A Modest Grand Narrative About the History of Hometeaching

January 10, 2006 | 20 comments
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I think that it is fairly well established that Mormonism has deep roots in the religious history of Puritan New England. Of course, how one parses out the relationship between Mormonism and Puritanism is complicated, but I don’t think that there is much argument as to the fact of a relationship. Put in the simplest terms, Joseph Smith and many of the earliest converts to Mormonism came from old New England stock and their religious world views were profoundly shaped by their Puritan roots, even when they were largely reactions against the old-line Calvinist orthodoxy of the Bay Colony. Which brings us to my completely under-documented theory about the origins of home teaching.

Section 20 of the Doctrine and Covenants states:

The priest’s duty is to . . . visit the house of each member, and exhort them to pray vocally and in secret and attend to all family duties . . . . [and] the teacher’s duty is to watch over the church always, and be with and strengthen them; and see that there is no iniquity in the church, neither hardness with each other, neither lying, back-biting, nor evil speaking; and see that the church meet together oft, and also see that all the members do their duty. (v.53-54)

This is the scriptural basis for the idea that Church officers should regularly visit families, exhort them to lead godly lives, do their duty to one another, and generally avoid iniquity. In short it is the canonical basis for home teaching. (Yes, the home teaching program as we have it now is a later creation, but it is an extension of this idea that priesthood holders should be visiting the homes of members.)

Home teaching, however, has Puritan antecedents. In the first generation of Puritan settlement in America, the town selectmen (essentially the local municipal government) were required by law to visit each family in the village, check-up to see that they were meeting their family obligations, living godly lives, and the like. As Puritan settlement became more established — and correspondingly more complicated — they revived an English officer called a tithingman and gave him the duty of visiting each family. The tithingman, in turn, was a local municipal office transplanted to New England from East Anglia, which is the part of England where the majority of Puritan immigrants came from. Today we tend to think of the law of England as being the common law. However, it is important to remember that in many ways the common law was an elite legal veneer promulgated by the royal courts in London over the top of a thick set of local laws and customs. Hence, tithingman was not an office in all English towns, but rather it reflected the essentially Germanic folk law of east England (Anglia is named for the Angles, a German tribe that invaded eastern England in the early middle ages.)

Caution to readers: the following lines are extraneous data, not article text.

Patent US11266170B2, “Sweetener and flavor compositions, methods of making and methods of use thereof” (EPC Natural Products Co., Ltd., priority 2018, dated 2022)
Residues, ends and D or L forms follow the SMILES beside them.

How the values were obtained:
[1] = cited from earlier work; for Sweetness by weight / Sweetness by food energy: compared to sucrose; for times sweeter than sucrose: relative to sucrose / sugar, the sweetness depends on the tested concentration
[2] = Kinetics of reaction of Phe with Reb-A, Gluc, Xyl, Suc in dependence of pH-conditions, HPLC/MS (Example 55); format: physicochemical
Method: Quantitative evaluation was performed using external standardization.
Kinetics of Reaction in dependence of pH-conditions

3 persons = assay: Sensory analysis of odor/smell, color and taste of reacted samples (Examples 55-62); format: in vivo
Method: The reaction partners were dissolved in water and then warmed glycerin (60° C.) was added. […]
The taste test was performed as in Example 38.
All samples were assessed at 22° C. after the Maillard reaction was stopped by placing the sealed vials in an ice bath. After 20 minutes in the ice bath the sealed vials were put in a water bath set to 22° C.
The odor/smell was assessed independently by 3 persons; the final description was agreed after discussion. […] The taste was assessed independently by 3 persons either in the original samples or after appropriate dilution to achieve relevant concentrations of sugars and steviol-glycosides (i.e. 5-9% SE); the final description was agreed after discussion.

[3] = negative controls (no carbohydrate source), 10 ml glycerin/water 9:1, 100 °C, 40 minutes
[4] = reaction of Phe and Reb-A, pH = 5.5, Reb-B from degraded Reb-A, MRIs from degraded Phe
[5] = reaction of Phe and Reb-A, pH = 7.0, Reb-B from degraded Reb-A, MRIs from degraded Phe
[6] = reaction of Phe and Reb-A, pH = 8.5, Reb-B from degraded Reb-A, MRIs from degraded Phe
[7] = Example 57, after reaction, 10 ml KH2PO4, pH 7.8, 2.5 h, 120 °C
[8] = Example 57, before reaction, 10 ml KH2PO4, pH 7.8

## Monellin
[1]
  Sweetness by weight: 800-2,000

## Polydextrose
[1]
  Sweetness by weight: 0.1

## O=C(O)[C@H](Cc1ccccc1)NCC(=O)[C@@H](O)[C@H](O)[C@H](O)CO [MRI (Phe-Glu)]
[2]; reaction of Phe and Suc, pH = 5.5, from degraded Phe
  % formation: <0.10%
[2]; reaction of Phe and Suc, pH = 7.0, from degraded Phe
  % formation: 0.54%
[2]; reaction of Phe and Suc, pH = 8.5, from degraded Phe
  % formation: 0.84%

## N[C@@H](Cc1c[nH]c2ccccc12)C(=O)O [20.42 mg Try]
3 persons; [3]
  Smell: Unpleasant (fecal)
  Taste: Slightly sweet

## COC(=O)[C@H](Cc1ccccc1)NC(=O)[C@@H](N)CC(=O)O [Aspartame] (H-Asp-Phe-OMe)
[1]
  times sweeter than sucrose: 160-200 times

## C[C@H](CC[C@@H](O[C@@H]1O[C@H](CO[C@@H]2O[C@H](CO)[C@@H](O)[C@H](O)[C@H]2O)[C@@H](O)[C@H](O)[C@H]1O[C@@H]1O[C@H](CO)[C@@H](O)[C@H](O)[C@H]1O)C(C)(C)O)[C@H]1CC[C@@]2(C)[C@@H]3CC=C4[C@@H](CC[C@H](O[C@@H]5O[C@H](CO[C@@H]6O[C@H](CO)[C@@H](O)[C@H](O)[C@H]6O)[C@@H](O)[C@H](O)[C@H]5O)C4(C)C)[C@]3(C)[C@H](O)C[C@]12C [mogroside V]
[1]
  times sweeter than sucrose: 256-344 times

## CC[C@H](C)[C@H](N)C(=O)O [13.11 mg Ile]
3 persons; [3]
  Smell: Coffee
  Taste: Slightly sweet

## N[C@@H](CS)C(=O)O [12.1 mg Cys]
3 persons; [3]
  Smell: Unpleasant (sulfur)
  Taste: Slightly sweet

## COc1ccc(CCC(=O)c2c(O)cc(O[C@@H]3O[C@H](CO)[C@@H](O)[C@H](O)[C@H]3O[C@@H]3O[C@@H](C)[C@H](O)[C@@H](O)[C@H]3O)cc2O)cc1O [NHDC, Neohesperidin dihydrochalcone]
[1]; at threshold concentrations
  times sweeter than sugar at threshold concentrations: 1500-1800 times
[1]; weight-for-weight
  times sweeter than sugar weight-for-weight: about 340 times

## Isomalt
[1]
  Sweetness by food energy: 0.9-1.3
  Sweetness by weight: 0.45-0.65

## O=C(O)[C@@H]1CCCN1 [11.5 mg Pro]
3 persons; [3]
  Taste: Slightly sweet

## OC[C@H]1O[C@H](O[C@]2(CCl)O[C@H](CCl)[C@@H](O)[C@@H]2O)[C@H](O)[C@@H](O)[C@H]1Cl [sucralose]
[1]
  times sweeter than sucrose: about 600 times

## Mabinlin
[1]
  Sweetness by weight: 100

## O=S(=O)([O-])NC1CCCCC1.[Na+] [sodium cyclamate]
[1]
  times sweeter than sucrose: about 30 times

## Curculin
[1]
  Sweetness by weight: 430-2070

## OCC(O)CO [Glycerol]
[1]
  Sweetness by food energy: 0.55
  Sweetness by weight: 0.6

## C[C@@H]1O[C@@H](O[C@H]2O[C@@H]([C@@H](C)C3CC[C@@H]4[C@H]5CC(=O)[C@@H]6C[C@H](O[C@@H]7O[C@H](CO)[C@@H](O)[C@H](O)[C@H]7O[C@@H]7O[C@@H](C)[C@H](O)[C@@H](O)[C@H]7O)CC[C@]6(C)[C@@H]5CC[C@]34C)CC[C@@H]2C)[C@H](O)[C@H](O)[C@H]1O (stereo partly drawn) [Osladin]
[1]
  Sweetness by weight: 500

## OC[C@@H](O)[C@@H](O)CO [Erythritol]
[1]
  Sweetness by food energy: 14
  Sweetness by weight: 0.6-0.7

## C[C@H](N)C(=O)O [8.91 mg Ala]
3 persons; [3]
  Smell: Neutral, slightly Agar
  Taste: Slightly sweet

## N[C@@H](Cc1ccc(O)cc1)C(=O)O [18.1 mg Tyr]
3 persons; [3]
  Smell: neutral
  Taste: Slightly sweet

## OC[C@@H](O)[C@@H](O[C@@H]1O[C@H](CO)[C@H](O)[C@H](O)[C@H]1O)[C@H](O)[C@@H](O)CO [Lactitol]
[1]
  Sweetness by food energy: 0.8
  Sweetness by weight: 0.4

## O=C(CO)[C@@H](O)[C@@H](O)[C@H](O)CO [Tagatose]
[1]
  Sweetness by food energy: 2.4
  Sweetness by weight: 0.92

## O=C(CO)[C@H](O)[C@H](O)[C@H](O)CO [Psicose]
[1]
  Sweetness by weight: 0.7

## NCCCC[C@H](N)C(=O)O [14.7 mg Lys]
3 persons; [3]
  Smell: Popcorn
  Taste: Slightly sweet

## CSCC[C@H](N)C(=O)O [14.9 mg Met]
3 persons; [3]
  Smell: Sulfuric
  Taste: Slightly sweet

The Doctrine and Covenants, of course, did much more than simply revive the Puritan office of tithingman. It transformed it by making the home teacher into an officer of the church rather than an officer of the state. Therein lies one of the most important ways in which Mormonism transformed the spirituality of Puritanism. Remember that Puritanism was ultimately a reaction against the High Church Anglicanism of Bishop Laud and other English prelates who saw the English Reformation in terms of an integrated, hierarchical, bishop-ridden, national church, much along the lines of Catholicism only with the King rather than the Pope at the head. The Puritans reacted against this by eviscerating the institutional power of the Church in their ecclesiology. Hence, while the church as a spiritual entity was important within Puritan theology as the community of the elect, as an actual institution in the world it was very anemic. Puritans were nevertheless committed to strong social controls and the building up of a godly commonwealth, their famous “City on a Hill.” But it was the job of the state rather than the church to build up this commonwealth. It is no accident that the dominant figure in the first generation of Puritan settlement was John Winthrop, a “secular” ruler.